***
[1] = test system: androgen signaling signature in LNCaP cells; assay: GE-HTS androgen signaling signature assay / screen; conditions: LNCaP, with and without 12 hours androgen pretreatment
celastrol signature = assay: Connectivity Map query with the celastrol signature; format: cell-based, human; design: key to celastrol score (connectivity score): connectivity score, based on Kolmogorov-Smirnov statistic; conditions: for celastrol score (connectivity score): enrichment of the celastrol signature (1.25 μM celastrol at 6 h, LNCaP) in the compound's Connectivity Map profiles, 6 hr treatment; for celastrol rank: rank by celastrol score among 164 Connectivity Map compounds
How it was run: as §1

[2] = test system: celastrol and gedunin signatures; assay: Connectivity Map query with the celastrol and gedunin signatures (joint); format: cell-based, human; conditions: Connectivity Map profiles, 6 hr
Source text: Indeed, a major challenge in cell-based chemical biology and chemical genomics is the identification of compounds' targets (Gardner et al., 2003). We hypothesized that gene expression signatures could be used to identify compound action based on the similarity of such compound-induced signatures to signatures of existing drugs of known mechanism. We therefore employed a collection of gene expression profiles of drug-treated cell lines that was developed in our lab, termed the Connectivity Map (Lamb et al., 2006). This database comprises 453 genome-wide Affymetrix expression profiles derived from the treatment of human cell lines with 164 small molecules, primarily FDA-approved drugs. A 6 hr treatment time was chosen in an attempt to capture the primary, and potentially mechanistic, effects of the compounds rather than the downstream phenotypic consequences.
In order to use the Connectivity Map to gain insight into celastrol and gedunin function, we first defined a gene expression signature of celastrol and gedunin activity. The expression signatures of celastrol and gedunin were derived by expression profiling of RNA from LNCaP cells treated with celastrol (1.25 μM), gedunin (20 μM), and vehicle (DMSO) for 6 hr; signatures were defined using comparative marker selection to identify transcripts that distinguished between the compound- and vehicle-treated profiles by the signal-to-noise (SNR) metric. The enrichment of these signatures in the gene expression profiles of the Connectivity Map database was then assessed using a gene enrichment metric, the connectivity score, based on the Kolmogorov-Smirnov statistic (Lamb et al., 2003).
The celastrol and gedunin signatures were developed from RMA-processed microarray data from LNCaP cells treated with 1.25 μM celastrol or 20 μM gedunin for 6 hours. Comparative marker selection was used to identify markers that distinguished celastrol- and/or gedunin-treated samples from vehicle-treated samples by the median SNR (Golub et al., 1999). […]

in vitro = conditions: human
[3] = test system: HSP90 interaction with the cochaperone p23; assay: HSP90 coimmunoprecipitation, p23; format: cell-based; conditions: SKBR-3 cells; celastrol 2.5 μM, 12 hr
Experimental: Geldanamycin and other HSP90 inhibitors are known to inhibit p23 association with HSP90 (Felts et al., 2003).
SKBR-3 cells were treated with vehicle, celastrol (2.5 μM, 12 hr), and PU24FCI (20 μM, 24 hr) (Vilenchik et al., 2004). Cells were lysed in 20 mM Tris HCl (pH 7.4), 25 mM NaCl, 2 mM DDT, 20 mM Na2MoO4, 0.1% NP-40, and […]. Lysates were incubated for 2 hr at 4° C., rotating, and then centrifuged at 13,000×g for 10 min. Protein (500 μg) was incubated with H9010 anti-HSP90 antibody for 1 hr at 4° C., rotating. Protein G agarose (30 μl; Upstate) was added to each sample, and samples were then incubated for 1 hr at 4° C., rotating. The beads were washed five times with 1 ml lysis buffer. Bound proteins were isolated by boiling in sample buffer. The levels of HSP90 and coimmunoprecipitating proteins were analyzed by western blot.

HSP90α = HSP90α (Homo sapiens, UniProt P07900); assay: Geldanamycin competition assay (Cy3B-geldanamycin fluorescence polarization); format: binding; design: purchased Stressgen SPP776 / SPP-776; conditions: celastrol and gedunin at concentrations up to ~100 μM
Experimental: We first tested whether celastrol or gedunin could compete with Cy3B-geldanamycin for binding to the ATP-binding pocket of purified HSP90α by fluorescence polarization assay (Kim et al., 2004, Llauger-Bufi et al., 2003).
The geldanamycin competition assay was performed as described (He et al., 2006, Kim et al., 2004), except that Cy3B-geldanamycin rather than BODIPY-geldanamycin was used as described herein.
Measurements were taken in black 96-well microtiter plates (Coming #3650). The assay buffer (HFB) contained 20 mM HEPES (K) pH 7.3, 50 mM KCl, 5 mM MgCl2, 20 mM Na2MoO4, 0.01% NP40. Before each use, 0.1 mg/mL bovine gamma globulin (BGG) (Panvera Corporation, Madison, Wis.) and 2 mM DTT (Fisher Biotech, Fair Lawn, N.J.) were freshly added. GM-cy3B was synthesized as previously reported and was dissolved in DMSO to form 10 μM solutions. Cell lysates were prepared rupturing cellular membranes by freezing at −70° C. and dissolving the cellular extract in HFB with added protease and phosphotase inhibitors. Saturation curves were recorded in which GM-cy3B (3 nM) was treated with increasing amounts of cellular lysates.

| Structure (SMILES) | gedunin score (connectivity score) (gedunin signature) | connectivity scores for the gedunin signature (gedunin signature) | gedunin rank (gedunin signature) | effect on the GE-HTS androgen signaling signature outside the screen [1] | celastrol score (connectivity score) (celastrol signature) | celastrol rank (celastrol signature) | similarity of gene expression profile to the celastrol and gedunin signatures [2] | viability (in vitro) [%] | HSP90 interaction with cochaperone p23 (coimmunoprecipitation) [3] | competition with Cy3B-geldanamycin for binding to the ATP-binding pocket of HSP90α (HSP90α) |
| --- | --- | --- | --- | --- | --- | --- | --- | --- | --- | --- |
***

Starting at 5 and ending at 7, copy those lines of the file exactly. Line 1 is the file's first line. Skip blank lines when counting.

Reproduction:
Source text: Indeed, a major challenge in cell-based chemical biology and chemical genomics is the identification of compounds' targets (Gardner et al., 2003). We hypothesized that gene expression signatures could be used to identify compound action based on the similarity of such compound-induced signatures to signatures of existing drugs of known mechanism. We therefore employed a collection of gene expression profiles of drug-treated cell lines that was developed in our lab, termed the Connectivity Map (Lamb et al., 2006). This database comprises 453 genome-wide Affymetrix expression profiles derived from the treatment of human cell lines with 164 small molecules, primarily FDA-approved drugs. A 6 hr treatment time was chosen in an attempt to capture the primary, and potentially mechanistic, effects of the compounds rather than the downstream phenotypic consequences.
In order to use the Connectivity Map to gain insight into celastrol and gedunin function, we first defined a gene expression signature of celastrol and gedunin activity. The expression signatures of celastrol and gedunin were derived by expression profiling of RNA from LNCaP cells treated with celastrol (1.25 μM), gedunin (20 μM), and vehicle (DMSO) for 6 hr; signatures were defined using comparative marker selection to identify transcripts that distinguished between the compound- and vehicle-treated profiles by the signal-to-noise (SNR) metric. The enrichment of these signatures in the gene expression profiles of the Connectivity Map database was then assessed using a gene enrichment metric, the connectivity score, based on the Kolmogorov-Smirnov statistic (Lamb et al., 2003).
The celastrol and gedunin signatures were developed from RMA-processed microarray data from LNCaP cells treated with 1.25 μM celastrol or 20 μM gedunin for 6 hours. Comparative marker selection was used to identify markers that distinguished celastrol- and/or gedunin-treated samples from vehicle-treated samples by the median SNR (Golub et al., 1999). […]